State recognition

Donaldson named Alaska counselor of the year

Posted: Thursday, December 01, 2005

The Alaska School Counselor Association has named Dzantik'i Heeni Middle School counselor Sally Donaldson the Alaska counselor of the year.

Donaldson accepted the award on Nov. 18 at the association's professional development conference in Anchorage.

"It's wonderful to see her recognized for the work she does for us every day," Dzantik'i Heeni Principal Barb Mecum said. "I think she is a huge asset. I know kids come to find her often throughout the day and it's for a number of reasons."

"It feels great. It was a total surprise to me and I wasn't prepared for it," Donaldson said. "It's probably the highest honor I could get, to be honored by my peers."

After working as an elementary school counselor in North Carolina for five years, Donaldson moved to Alaska and worked for Gastineau Elementary School in Douglas for two years. She took a job at Dzantik'i Heeni in 1994 and has been there ever since.

Donaldson said working as a middle school counselor has been a rewarding experience.

"It's really fun being in a middle school because this is the time when their lives are very stormy," she said. "It's a pretty challenging age to be around and it's very energizing at the same time."

The best part of a middle school counselor's job is watching the kids grow and to see them learn how to handle difficult situations, Donaldson said.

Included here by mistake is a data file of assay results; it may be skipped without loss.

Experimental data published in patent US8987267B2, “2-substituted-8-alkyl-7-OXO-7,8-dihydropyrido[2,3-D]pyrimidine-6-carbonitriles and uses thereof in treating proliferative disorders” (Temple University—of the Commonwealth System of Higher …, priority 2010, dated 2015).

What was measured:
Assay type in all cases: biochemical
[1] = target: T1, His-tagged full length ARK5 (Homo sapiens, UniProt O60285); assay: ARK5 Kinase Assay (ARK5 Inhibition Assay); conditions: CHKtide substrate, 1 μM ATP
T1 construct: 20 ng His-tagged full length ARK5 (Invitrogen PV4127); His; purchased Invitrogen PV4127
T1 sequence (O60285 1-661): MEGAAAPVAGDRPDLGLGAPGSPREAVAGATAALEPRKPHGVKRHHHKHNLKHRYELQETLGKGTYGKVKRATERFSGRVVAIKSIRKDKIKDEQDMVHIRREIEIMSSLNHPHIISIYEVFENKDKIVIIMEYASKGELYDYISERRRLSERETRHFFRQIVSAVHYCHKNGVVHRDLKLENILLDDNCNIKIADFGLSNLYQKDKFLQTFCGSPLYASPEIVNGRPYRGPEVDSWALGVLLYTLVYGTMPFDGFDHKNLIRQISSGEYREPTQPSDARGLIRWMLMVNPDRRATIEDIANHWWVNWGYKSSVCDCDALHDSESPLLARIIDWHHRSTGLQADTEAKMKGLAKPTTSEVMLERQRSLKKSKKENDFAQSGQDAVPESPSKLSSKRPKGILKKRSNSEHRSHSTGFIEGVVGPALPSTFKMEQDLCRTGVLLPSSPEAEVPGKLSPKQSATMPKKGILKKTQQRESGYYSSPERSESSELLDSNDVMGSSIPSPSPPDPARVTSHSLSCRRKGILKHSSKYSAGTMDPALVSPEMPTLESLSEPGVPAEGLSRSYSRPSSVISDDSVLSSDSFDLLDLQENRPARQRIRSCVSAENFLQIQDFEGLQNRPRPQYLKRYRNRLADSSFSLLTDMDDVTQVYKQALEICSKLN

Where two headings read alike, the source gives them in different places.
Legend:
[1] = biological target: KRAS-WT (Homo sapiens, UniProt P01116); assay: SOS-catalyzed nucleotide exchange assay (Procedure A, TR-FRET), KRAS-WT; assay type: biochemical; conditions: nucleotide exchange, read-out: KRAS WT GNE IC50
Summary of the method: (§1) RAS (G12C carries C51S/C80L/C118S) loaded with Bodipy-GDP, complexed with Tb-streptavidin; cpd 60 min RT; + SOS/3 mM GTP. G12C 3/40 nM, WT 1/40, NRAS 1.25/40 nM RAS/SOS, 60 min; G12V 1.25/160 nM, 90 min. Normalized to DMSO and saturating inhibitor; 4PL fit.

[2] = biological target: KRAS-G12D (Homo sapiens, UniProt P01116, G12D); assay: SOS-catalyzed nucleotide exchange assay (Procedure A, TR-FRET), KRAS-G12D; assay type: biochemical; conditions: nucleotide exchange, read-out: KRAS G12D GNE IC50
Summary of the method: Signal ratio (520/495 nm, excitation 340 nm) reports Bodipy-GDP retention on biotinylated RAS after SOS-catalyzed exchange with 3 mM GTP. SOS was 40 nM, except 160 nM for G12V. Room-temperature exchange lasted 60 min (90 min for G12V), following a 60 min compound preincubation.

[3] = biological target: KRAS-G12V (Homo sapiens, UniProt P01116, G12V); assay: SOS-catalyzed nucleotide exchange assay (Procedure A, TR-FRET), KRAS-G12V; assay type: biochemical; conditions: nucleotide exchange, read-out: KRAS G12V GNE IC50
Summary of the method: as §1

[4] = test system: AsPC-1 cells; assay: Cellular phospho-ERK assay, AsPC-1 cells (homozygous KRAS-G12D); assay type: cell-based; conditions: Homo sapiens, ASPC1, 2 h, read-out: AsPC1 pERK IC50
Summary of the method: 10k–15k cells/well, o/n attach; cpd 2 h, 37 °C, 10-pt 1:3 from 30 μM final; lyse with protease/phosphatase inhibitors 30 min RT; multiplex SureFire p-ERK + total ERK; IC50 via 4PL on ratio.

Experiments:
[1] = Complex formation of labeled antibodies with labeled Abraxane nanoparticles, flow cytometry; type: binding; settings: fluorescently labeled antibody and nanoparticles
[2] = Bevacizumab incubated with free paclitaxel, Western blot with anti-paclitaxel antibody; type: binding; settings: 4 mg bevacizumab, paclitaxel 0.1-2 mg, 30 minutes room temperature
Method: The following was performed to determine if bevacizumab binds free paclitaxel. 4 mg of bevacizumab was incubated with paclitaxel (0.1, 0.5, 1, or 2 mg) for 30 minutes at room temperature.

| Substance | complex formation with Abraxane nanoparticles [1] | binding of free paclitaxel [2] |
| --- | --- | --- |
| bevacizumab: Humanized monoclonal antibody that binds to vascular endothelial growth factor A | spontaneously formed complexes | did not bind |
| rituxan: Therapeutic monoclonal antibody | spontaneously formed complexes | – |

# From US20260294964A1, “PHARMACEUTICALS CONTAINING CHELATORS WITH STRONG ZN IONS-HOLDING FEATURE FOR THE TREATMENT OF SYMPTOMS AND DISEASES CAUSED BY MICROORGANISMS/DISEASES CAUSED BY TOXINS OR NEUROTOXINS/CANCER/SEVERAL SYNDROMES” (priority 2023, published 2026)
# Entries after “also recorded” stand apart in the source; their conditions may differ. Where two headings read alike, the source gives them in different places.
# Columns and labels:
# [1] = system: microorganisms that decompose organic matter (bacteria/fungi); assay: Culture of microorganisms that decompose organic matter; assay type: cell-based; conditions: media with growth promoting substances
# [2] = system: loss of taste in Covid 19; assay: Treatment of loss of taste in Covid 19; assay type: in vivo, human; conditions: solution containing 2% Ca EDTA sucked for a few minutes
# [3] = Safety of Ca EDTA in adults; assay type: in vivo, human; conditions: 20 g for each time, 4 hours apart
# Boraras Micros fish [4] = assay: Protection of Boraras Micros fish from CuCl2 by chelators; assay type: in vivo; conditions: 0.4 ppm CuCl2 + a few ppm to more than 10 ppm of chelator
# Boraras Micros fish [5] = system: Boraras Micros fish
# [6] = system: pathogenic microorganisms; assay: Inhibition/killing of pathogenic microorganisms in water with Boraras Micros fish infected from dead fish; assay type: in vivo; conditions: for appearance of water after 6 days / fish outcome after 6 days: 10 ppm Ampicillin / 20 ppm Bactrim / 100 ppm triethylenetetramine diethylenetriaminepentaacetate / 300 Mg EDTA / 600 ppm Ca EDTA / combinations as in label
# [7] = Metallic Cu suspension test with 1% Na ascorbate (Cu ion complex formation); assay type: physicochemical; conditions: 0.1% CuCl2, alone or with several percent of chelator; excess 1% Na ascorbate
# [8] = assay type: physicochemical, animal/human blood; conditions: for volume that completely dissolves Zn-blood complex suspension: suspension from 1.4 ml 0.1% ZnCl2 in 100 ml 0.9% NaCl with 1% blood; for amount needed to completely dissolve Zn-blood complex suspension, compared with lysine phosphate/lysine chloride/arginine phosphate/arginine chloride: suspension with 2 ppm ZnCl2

"I'd like people to recognize the valuable resource that she provides for their children," Mecum said. "Middle school years are very difficult years for kids. With their social or emotional issues this is a significant adult figure they can lean on."

Mecum said Donaldson is a valuable asset for students and teachers alike - working in classrooms teaching health, helping with staff development, and conducting a peer mediation program.

Donaldson said this school year has been a rewarding one on the job because of the School Board's decision to provide three extra counseling positions in the district.

"If we see more kids and can be more involved in their schooling we can make a difference and keep kids in school," she said.

Donaldson said having these extra counselors is a good way to help deal with the district's high dropout rates and hopes the School Board will keep the positions in the future.

Crisis counseling has been Donaldson's main focus before this year because of the number of students under her care, she said. With an extra counselor at the middle school she has been able to branch out and reach students in more ways, she said.

"There was no way I could reach them all. Having that other position makes us available to meet with more families and teachers and kids and be more involved in their lives," Donaldson said.

Although the honor is flattering, Donaldson said Juneau has great counselors in the district.

"I really appreciate the honor and I would like the community to know what an amazing team of counselors they have," she said.



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